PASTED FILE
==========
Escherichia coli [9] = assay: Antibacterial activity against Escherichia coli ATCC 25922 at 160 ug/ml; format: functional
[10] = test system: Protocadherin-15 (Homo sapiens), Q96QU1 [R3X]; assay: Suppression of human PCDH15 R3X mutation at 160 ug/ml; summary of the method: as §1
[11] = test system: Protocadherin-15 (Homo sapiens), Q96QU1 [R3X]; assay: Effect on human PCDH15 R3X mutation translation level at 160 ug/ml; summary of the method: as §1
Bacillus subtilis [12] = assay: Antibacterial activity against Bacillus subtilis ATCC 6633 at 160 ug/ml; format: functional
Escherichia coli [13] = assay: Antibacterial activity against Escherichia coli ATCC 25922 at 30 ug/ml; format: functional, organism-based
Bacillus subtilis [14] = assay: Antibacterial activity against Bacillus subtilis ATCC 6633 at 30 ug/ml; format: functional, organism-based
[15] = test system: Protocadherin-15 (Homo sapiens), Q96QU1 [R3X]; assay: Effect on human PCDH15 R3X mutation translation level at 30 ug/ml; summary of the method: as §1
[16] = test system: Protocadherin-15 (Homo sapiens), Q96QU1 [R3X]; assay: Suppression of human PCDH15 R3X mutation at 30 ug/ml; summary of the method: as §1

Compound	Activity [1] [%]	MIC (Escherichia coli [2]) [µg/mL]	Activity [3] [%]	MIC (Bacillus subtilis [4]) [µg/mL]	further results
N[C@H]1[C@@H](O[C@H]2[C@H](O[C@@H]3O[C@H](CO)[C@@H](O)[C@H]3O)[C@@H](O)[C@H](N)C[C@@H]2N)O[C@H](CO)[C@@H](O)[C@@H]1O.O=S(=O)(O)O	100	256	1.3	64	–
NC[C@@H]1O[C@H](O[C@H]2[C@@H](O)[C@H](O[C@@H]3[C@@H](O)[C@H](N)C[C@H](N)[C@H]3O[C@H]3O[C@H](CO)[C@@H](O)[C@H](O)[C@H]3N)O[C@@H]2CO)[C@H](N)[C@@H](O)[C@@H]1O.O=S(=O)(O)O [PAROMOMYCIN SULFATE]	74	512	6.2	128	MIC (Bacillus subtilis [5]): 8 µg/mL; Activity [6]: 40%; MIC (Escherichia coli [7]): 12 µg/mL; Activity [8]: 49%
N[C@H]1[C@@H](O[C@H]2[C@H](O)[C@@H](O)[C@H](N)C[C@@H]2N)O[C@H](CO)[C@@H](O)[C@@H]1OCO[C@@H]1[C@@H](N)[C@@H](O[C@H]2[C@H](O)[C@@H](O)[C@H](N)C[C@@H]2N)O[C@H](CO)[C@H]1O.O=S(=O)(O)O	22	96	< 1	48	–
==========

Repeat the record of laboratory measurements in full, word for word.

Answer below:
Escherichia coli [9] = assay: Antibacterial activity against Escherichia coli ATCC 25922 at 160 ug/ml; format: functional
[10] = test system: Protocadherin-15 (Homo sapiens), Q96QU1 [R3X]; assay: Suppression of human PCDH15 R3X mutation at 160 ug/ml; summary of the method: as §1
[11] = test system: Protocadherin-15 (Homo sapiens), Q96QU1 [R3X]; assay: Effect on human PCDH15 R3X mutation translation level at 160 ug/ml; summary of the method: as §1
Bacillus subtilis [12] = assay: Antibacterial activity against Bacillus subtilis ATCC 6633 at 160 ug/ml; format: functional
Escherichia coli [13] = assay: Antibacterial activity against Escherichia coli ATCC 25922 at 30 ug/ml; format: functional, organism-based
Bacillus subtilis [14] = assay: Antibacterial activity against Bacillus subtilis ATCC 6633 at 30 ug/ml; format: functional, organism-based
[15] = test system: Protocadherin-15 (Homo sapiens), Q96QU1 [R3X]; assay: Effect on human PCDH15 R3X mutation translation level at 30 ug/ml; summary of the method: as §1
[16] = test system: Protocadherin-15 (Homo sapiens), Q96QU1 [R3X]; assay: Suppression of human PCDH15 R3X mutation at 30 ug/ml; summary of the method: as §1

Compound	Activity [1] [%]	MIC (Escherichia coli [2]) [µg/mL]	Activity [3] [%]	MIC (Bacillus subtilis [4]) [µg/mL]	further results
N[C@H]1[C@@H](O[C@H]2[C@H](O[C@@H]3O[C@H](CO)[C@@H](O)[C@H]3O)[C@@H](O)[C@H](N)C[C@@H]2N)O[C@H](CO)[C@@H](O)[C@@H]1O.O=S(=O)(O)O	100	256	1.3	64	–
NC[C@@H]1O[C@H](O[C@H]2[C@@H](O)[C@H](O[C@@H]3[C@@H](O)[C@H](N)C[C@H](N)[C@H]3O[C@H]3O[C@H](CO)[C@@H](O)[C@H](O)[C@H]3N)O[C@@H]2CO)[C@H](N)[C@@H](O)[C@@H]1O.O=S(=O)(O)O [PAROMOMYCIN SULFATE]	74	512	6.2	128	MIC (Bacillus subtilis [5]): 8 µg/mL; Activity [6]: 40%; MIC (Escherichia coli [7]): 12 µg/mL; Activity [8]: 49%
N[C@H]1[C@@H](O[C@H]2[C@H](O)[C@@H](O)[C@H](N)C[C@@H]2N)O[C@H](CO)[C@@H](O)[C@@H]1OCO[C@@H]1[C@@H](N)[C@@H](O[C@H]2[C@H](O)[C@@H](O)[C@H](N)C[C@@H]2N)O[C@H](CO)[C@H]1O.O=S(=O)(O)O	22	96	< 1	48	–